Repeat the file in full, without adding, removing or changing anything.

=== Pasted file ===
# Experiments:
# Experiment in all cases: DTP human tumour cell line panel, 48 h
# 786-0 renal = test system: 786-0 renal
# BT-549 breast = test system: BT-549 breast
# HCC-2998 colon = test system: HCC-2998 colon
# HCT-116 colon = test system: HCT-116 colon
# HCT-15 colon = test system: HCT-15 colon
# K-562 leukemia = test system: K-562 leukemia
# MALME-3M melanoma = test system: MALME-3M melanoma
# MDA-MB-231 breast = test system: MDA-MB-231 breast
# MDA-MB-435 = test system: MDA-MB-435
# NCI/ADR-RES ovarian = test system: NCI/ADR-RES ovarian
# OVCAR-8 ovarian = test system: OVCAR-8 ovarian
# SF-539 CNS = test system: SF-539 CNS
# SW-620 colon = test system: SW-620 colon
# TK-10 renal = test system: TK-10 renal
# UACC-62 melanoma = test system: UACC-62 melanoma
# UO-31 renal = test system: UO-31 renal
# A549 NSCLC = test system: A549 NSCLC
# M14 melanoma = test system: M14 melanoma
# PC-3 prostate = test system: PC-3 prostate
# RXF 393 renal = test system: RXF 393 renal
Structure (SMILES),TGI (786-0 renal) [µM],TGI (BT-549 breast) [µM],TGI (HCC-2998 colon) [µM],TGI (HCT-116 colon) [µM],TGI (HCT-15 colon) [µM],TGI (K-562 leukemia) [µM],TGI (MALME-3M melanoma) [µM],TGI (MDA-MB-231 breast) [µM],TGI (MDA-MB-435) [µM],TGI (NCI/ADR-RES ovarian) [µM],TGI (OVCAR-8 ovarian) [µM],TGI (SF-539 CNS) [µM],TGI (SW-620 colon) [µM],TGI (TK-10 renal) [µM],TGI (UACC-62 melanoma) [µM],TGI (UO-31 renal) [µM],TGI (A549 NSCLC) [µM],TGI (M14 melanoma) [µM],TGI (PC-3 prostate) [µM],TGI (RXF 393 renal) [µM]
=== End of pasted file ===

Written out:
# Experiments:
# Experiment in all cases: DTP human tumour cell line panel, 48 h
# 786-0 renal = test system: 786-0 renal
# BT-549 breast = test system: BT-549 breast
# HCC-2998 colon = test system: HCC-2998 colon
# HCT-116 colon = test system: HCT-116 colon
# HCT-15 colon = test system: HCT-15 colon
# K-562 leukemia = test system: K-562 leukemia
# MALME-3M melanoma = test system: MALME-3M melanoma
# MDA-MB-231 breast = test system: MDA-MB-231 breast
# MDA-MB-435 = test system: MDA-MB-435
# NCI/ADR-RES ovarian = test system: NCI/ADR-RES ovarian
# OVCAR-8 ovarian = test system: OVCAR-8 ovarian
# SF-539 CNS = test system: SF-539 CNS
# SW-620 colon = test system: SW-620 colon
# TK-10 renal = test system: TK-10 renal
# UACC-62 melanoma = test system: UACC-62 melanoma
# UO-31 renal = test system: UO-31 renal
# A549 NSCLC = test system: A549 NSCLC
# M14 melanoma = test system: M14 melanoma
# PC-3 prostate = test system: PC-3 prostate
# RXF 393 renal = test system: RXF 393 renal
Structure (SMILES),TGI (786-0 renal) [µM],TGI (BT-549 breast) [µM],TGI (HCC-2998 colon) [µM],TGI (HCT-116 colon) [µM],TGI (HCT-15 colon) [µM],TGI (K-562 leukemia) [µM],TGI (MALME-3M melanoma) [µM],TGI (MDA-MB-231 breast) [µM],TGI (MDA-MB-435) [µM],TGI (NCI/ADR-RES ovarian) [µM],TGI (OVCAR-8 ovarian) [µM],TGI (SF-539 CNS) [µM],TGI (SW-620 colon) [µM],TGI (TK-10 renal) [µM],TGI (UACC-62 melanoma) [µM],TGI (UO-31 renal) [µM],TGI (A549 NSCLC) [µM],TGI (M14 melanoma) [µM],TGI (PC-3 prostate) [µM],TGI (RXF 393 renal) [µM]